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Enthusiastically up at 6:30, with stars still visible but the beautifully clear sky brightening. I was extremely low energy yesterday, and was elated to be in the mindset for ass whooping today. I heard voices again, and was shocked to see two climbers already going up the ridge. Hey! This is my obscure project! No, honestly it was a relief to not be totally alone. Also relieved not to be hearing things.

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I ate my homemade granola and packed my stuff. Crampons and axe? Hmmmn, I looked up the mountain, saw a dusting of snow, and imagined that'd be gone in an hour and I'd feel like a chump for carrying them (some backpackers questioned me yesterday). On the other hand, the remaining elevation gain is Dog Mountain, I can use the training weight.

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The climb up the ridge was very straightforward. I don't know if it was the rime covering the rocks or what, but things were sturdy and scrambling very, very fun. Rule of thumb: from the base till Glisan pinnacle, either go over obstacles (many are easier than they look) or go right. I caught up to the pair, they too were surprised to see me here. One of them had tried this once before, only getting up "Gilson peak". Passing them, I saw some faint footprints here and there. Not as obscure a route as I thought.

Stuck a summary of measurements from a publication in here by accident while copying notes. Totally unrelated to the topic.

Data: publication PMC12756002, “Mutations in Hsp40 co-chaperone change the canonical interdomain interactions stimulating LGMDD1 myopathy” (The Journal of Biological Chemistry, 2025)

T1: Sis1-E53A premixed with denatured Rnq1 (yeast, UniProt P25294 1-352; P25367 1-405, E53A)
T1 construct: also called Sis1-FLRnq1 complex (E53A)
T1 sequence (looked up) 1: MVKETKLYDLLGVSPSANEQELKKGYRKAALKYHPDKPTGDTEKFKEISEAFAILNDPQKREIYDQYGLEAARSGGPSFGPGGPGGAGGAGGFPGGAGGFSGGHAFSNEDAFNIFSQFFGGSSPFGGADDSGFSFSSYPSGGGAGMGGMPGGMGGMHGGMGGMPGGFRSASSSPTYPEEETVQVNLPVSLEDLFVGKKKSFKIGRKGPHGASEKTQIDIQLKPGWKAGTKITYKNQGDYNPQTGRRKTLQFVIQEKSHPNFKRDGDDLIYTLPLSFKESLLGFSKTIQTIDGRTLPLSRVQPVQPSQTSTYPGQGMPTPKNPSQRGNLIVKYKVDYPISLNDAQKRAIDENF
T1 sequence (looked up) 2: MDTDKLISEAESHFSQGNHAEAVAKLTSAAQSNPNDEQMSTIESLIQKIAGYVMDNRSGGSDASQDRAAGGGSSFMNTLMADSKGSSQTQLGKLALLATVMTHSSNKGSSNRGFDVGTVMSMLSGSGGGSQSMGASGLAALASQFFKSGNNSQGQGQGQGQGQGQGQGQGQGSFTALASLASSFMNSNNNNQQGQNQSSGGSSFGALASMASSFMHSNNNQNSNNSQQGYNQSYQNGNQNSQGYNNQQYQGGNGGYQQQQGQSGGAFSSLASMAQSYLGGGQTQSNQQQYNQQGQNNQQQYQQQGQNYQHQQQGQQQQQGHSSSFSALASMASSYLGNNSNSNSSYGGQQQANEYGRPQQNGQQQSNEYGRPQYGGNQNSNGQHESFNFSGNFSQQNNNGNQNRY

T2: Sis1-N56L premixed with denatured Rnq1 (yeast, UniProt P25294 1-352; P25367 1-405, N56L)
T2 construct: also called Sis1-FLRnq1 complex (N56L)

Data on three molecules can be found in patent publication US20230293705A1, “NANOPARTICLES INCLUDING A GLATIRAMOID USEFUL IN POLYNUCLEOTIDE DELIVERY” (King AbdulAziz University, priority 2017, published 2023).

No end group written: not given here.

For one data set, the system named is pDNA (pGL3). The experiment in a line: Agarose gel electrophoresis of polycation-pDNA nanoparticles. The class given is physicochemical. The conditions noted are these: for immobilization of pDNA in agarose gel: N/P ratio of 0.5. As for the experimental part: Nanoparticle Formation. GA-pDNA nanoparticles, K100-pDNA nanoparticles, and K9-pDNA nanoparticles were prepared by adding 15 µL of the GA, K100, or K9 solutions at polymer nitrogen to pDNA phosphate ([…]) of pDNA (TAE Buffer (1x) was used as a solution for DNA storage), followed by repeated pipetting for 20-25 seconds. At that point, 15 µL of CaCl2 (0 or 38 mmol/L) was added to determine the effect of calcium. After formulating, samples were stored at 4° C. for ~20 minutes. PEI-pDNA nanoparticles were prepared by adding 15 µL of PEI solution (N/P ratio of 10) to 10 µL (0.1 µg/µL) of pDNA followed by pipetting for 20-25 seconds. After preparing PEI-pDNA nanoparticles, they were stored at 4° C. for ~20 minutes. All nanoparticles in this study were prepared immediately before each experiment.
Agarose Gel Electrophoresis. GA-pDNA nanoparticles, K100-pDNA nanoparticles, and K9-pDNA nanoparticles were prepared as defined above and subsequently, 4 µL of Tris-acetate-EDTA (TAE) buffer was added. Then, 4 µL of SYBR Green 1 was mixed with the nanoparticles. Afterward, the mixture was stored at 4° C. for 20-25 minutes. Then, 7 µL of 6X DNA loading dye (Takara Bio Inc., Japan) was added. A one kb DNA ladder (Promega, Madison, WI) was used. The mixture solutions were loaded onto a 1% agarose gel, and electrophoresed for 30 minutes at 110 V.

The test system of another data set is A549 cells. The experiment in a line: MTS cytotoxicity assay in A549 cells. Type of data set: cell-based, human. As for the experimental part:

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Traversing under Glisan is where I first encountered proper loose rock, but it was easy enough. I started up a notch leading to a saddle leading to the South route, and happily put crampons on there: they helped immensely. This wasn't snow, this was a granular mix of snow, ice, and mud that gave my ancient spikes extremely good purchase.

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Over the saddle, traversed some more loose rock, and looked up. Is that the bowling alley? Nah, can't be, too steep. Wussies climb this (I have no idea why I tell myself this). I looked around some more. Yeah, that actually was it. I climbed a small step and headed up. I realized I'm cramponing 45ish° without an ice axe, so I get that out, swing it, and find it useless. So, it's slippery enough that a fall would suck, but forget self arrest. Don't fall then, gotcha.

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I go up some more, then climb a couple near vertical steps and then back down, terrified. I curse myself and resolve to get outta here. Then I try a slightly different way and, cursing loudly (no bad words, much worse: genuine bad sentiments), it becomes tame again, more and more. I am so happy to have crampons, and so happy the rocks are firmly cemented in place.